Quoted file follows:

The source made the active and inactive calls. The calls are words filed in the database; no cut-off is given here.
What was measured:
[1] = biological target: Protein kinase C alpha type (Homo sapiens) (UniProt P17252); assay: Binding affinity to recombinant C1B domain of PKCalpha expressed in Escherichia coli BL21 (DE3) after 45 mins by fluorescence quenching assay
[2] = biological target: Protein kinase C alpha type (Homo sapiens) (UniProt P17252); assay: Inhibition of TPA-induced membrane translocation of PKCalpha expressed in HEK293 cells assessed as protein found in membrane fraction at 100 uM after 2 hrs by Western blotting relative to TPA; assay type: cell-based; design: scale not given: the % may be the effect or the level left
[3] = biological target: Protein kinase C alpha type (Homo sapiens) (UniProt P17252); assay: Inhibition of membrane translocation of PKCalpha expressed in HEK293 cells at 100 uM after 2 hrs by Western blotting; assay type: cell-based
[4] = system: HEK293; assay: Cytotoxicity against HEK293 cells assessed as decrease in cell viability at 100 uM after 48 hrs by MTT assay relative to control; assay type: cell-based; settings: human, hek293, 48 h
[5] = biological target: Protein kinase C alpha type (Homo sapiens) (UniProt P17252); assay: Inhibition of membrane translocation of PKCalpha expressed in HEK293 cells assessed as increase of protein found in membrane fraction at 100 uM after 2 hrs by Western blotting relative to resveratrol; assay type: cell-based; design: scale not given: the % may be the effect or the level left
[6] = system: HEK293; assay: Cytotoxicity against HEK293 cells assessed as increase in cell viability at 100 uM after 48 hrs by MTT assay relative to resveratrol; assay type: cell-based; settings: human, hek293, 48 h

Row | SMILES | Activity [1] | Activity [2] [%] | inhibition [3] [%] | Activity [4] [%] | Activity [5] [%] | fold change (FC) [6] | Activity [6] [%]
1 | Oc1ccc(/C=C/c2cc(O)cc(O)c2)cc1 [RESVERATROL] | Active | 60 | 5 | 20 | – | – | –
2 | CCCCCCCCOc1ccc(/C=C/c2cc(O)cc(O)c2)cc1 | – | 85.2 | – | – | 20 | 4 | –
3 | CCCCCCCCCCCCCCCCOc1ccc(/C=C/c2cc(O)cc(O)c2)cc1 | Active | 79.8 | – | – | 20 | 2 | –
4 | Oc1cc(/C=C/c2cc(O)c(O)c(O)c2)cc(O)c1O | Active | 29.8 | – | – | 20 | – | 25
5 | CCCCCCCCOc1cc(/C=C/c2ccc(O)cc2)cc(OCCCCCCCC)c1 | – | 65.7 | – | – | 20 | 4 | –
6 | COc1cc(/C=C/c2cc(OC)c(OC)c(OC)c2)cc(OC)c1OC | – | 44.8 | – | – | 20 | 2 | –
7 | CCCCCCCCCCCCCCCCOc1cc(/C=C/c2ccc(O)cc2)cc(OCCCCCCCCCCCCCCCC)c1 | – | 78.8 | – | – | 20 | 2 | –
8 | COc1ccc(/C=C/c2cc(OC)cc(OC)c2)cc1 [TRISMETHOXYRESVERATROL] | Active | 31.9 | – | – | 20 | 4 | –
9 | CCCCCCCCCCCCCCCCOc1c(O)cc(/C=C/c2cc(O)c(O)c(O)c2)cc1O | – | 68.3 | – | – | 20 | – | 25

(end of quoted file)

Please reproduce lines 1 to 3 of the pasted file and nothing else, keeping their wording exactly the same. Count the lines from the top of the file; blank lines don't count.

The source made the active and inactive calls. The calls are words filed in the database; no cut-off is given here.
What was measured:
[1] = biological target: Protein kinase C alpha type (Homo sapiens) (UniProt P17252); assay: Binding affinity to recombinant C1B domain of PKCalpha expressed in Escherichia coli BL21 (DE3) after 45 mins by fluorescence quenching assay